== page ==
We recently highlighted how the Government seems less determined lately to impose large housing developments onto unwilling communities and sensitive historic landscapes.  But it’s not just houses, it’s also wind farms. Eric Pickles is now calling most of them in for review. Take Northumberland:

the wind of change seems to have blown through the whole vexed issue on onshore wind. Many believe that the DCLG and its boss Eric Pickles is acting out of a desire to appease rank and file Conservative voters, who rightly or wrongly are associated with an anti-wind stance.” The wind farm industry is angry about it: “The Government is clearly trying to shut down onshore wind…. It’s a long an arduous job to get a wind farm through the planning system then along comes a politician from Westminster who knows nothing and kills it”.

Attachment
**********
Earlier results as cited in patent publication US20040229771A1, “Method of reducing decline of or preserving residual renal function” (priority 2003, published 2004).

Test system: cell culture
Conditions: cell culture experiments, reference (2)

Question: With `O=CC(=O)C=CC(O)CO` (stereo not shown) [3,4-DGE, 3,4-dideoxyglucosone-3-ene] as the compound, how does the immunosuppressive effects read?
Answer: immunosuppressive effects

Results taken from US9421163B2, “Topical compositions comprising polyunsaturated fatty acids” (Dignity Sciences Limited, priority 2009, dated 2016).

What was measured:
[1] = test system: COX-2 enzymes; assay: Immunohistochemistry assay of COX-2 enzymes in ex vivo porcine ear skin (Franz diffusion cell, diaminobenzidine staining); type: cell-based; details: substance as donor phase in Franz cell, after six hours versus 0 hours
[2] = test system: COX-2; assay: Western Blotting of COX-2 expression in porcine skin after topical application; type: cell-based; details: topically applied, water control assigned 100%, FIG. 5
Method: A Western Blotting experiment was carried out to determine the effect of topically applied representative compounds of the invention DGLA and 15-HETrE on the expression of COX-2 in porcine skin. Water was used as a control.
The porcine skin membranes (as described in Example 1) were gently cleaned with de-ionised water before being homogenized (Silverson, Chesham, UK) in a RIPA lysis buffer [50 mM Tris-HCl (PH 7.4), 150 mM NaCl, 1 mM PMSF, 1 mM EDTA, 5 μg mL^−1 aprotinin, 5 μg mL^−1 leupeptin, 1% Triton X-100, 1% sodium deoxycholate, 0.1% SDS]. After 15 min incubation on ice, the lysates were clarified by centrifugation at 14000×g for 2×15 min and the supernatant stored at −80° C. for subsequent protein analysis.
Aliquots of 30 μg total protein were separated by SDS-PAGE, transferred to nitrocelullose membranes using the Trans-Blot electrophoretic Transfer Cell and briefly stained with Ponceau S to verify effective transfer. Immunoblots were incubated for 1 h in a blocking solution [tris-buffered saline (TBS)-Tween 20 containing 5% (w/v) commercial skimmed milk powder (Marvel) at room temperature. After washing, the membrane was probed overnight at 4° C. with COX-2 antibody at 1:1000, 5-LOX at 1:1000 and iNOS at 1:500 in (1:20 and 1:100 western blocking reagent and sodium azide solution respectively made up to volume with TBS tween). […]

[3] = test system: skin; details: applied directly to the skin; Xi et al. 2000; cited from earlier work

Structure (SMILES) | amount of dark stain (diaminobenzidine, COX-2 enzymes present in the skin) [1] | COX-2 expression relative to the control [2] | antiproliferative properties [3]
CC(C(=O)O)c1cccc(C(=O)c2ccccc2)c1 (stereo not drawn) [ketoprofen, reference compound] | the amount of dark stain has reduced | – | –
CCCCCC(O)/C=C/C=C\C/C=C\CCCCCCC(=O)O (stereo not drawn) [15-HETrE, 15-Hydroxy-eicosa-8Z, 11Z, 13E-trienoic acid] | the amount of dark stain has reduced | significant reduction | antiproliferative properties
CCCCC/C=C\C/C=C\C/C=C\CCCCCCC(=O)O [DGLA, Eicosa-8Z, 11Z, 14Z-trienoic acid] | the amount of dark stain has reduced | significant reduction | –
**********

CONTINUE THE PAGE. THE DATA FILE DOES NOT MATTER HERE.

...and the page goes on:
The timing of all this certainly looks suspicious. Not that the “election factor”, if such it is, has been all good for heritage conservation: a short tunnel at Stonehenge, with no public consultation and in the teeth of likely bitter opposition from most archaeological and heritage organisations, looks very like chasing votes in the South West by sacrificing the welfare of parts of the Stonehenge landscape.

Stonehenge? Never mind the merits, look at the votes!

Stonehenge? Never mind the merits, look at the votes!